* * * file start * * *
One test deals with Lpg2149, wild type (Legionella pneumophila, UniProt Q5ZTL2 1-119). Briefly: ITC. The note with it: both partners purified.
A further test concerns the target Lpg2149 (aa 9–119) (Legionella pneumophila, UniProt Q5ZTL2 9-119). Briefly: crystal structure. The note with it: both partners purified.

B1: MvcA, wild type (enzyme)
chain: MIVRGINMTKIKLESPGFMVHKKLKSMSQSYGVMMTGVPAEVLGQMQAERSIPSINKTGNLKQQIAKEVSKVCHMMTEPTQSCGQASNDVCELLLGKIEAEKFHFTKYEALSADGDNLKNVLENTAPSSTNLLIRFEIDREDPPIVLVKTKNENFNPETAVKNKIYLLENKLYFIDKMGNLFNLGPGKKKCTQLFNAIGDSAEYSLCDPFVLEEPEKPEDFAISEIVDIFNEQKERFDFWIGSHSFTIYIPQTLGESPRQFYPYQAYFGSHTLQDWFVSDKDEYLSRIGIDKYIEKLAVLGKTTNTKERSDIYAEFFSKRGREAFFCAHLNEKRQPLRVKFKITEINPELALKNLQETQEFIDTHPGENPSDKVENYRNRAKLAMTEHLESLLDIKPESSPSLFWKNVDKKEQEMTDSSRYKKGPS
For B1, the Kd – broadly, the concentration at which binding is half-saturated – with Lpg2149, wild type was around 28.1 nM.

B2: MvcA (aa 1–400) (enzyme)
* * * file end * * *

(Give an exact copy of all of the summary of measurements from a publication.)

One test deals with Lpg2149, wild type (Legionella pneumophila, UniProt Q5ZTL2 1-119). Briefly: ITC. The note with it: both partners purified.
A further test concerns the target Lpg2149 (aa 9–119) (Legionella pneumophila, UniProt Q5ZTL2 9-119). Briefly: crystal structure. The note with it: both partners purified.

B1: MvcA, wild type (enzyme)
chain: MIVRGINMTKIKLESPGFMVHKKLKSMSQSYGVMMTGVPAEVLGQMQAERSIPSINKTGNLKQQIAKEVSKVCHMMTEPTQSCGQASNDVCELLLGKIEAEKFHFTKYEALSADGDNLKNVLENTAPSSTNLLIRFEIDREDPPIVLVKTKNENFNPETAVKNKIYLLENKLYFIDKMGNLFNLGPGKKKCTQLFNAIGDSAEYSLCDPFVLEEPEKPEDFAISEIVDIFNEQKERFDFWIGSHSFTIYIPQTLGESPRQFYPYQAYFGSHTLQDWFVSDKDEYLSRIGIDKYIEKLAVLGKTTNTKERSDIYAEFFSKRGREAFFCAHLNEKRQPLRVKFKITEINPELALKNLQETQEFIDTHPGENPSDKVENYRNRAKLAMTEHLESLLDIKPESSPSLFWKNVDKKEQEMTDSSRYKKGPS
For B1, the Kd – broadly, the concentration at which binding is half-saturated – with Lpg2149, wild type was around 28.1 nM.

B2: MvcA (aa 1–400) (enzyme)